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How to calculate the height of a parabola, given base width and arc length?

  1. Aug 23, 2012 #1
    I have a parabola centered at x=0, equation: y = a*x^2 + c, where a is always negative and c always positive.

    I need to find a way to calculate a and c, if i know: the arc length above the x axis, and the base width, knowing the base width i also know the x axis intersections x1,2 = -+base_width/2;

    The problem is the formulas for the arc length are too complicated for me to 'play around' with..

    For example the base_width/height formula from http://www.had2know.com/academics/parabola-segment-arc-length-area.html:

    arc_len = 0.5√16h²+w² + [w²/(8h)][Ln(4h + √16h²+w²) - Ln(w)]

    I tried to solve for h with wolfram alfa, and mathematica, neither helped..
     
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  3. Aug 23, 2012 #2

    Simon Bridge

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    Welcome to PF;
    It helps to be careful about specifying your information.

    if A and b are positive real constants for a parabola of form: y(x) = A(b2 - x2).

    You want to determine A and b from knowing the separation of the roots (the start and end position), which I'll call d, and the total length of the trajectory, which I'll call s.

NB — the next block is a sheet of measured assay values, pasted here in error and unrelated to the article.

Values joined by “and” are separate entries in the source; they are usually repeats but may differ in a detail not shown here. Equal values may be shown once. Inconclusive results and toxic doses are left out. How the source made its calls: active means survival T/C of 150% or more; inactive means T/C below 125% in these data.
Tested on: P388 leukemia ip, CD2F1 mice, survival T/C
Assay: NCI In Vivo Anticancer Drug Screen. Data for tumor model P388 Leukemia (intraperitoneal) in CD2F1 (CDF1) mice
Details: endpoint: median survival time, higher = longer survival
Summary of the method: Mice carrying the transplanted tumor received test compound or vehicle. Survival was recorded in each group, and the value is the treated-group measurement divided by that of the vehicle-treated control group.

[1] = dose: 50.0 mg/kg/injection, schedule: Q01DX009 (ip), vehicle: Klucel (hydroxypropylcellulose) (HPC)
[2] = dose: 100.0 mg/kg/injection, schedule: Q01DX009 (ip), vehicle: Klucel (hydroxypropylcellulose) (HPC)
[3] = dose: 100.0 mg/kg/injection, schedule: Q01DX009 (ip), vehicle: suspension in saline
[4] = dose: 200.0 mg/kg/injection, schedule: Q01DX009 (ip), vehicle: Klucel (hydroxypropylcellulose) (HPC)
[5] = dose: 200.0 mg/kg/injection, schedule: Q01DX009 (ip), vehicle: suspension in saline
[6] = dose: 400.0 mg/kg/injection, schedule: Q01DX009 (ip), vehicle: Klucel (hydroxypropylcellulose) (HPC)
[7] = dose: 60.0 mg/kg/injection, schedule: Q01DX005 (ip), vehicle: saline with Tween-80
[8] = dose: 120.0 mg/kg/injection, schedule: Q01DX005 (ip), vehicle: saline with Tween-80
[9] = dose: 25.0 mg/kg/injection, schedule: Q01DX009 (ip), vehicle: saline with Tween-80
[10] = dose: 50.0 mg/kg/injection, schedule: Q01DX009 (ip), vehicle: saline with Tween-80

(notice this is deliberatley different from your own notation ... you should be able to relate the two.)

    Now you'll find it easier to talk about your problem ;)

    Presumably you can do the first bit:
    if the roots are separated by distance d,
    then b=d/2 ... see? No messing about.

    The next bit is where you are hung up ... the total length along the arc of the parabola between the roots involves some calculus (just looking up relations like this tends to lead to the kinds of confusion you are experiencing - did you do the math yourself?)

    I got: [tex]s=\int_x ds=\int_{-b}^{b} \sqrt{1+\left ( \frac{dy}{dx}\right )^2} dx[/tex]

    In your case, [itex]\frac{dy}{dx}=-2Ax[/itex] ... you can solve that with a trig substitution.
    So I am guessing you'll be stuck on extracting A from the logarithm (or sinh-1(Ad)) on the end?
    You have s(A) and you want A(s) ... inverting s(A) is going to be a pain.

    It is probably not going to be possible to produce an analytic equation for all cases from this one. I'd use an approximation from here.

    Out of interest: what is the situation? It is pretty unusual that you'll know the trajectory length without knowing at least three points on the trajectory.
     
    Last edited: Aug 24, 2012
  4. Aug 24, 2012 #3
    Thanks for your reply, your way of representing the parabola is much more intuitive.

    I did not do the integration myself, my knowledge of calculus is limited to derivatives and basic integration, i know that definite integration gives the surface under the curve, and i know that arc length is calculated using the definite integral you have shown. But i have no idea how to integrate sqrt( 1 + (-2Ax)^2 ) so i use a online integrator and i get this: